Both dancers carry handkerchiefs, which act as silent but expressively integral members of the dance. The handkerchief conveys festivity and, since the cueca is basically a dance of courtship, it acts as the “language” of the people who are dancing. The woman keeps her handkerchief near her face or at shoulder level. The man can wave his handkerchief over his head, at waist level, or around the woman’s feet. Occasionally the dancers hold their handkerchiefs with both hands. If the cueca is done correctly, what looks to the uneducated eye like a dance floor full of people just whirling around happily waving handkerchiefs is a very precise performance with a flirtatious and joyous spirit.
During Independence Day celebrations, those who really know how to dance the cueca will come to the fondas or appear in presentations dressed in traditional dance clothes. Men wear riding pants, chaps, spurs on their boots, a short jacket, a short poncho called a manta, and a flat-brimmed felt or straw hat. Women wear a long black skirt, white blouse, and short jacket, with the same type of a hat as the man’s; or a flowered dress with an apron, and no hat. The other people visiting the fonda join the experts on the dance floor, even if they aren’t sure of the cueca steps. The bottom line is that the cueca is an expression of joy, and national independence is something to celebrate happily. When you dance cueca, it doesn’t matter if you’re young or old, rich or poor, from northern, central or southern Chile. All that matters is that you’re Chilean, you love your country and you cueca proudly to show it.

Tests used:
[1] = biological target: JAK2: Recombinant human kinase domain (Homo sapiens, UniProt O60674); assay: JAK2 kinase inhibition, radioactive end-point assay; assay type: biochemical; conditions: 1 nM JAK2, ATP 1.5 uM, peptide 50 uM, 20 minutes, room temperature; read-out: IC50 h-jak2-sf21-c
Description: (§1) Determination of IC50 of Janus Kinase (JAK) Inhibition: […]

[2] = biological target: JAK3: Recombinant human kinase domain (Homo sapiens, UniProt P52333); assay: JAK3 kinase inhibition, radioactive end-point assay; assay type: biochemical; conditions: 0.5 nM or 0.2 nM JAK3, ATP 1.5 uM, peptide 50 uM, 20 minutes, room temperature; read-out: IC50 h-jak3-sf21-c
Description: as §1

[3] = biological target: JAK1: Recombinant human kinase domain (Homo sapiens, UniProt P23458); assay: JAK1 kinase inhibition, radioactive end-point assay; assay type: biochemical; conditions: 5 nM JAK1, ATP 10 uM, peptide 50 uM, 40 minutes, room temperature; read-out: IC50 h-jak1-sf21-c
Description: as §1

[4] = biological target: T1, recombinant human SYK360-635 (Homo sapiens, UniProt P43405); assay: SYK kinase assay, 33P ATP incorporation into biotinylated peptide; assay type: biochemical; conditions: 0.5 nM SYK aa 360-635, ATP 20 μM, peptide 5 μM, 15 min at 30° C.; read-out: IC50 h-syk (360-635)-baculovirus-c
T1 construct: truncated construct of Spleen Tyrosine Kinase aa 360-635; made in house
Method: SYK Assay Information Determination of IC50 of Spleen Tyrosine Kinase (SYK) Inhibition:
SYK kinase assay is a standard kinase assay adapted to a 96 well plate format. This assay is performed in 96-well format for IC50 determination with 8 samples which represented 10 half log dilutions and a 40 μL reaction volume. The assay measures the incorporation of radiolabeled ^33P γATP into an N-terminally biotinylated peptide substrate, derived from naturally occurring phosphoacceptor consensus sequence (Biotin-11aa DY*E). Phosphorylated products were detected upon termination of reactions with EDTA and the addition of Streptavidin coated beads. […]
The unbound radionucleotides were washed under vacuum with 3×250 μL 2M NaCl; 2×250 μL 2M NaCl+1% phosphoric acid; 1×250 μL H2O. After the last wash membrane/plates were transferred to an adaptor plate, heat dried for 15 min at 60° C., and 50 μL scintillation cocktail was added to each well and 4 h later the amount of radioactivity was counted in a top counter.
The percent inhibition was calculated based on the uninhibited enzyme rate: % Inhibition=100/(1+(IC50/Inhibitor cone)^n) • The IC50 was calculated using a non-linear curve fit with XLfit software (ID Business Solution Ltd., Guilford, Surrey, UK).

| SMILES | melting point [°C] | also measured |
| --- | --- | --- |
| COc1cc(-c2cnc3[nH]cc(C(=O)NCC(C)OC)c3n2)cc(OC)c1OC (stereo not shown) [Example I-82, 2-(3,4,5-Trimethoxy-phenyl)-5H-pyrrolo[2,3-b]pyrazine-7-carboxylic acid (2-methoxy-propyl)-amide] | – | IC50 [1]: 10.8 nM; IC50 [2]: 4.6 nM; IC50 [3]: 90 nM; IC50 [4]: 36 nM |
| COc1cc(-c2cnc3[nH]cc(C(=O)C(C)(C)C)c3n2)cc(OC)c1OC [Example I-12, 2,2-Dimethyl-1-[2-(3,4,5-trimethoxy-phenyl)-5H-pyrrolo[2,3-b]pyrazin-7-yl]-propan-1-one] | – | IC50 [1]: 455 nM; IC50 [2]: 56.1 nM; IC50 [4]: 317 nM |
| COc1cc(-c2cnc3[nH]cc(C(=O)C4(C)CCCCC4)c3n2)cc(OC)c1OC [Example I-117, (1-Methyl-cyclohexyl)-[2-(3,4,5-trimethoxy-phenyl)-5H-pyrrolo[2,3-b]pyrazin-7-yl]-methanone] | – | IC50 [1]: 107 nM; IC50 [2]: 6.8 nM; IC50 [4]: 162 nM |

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Tuesday, September 14, 2010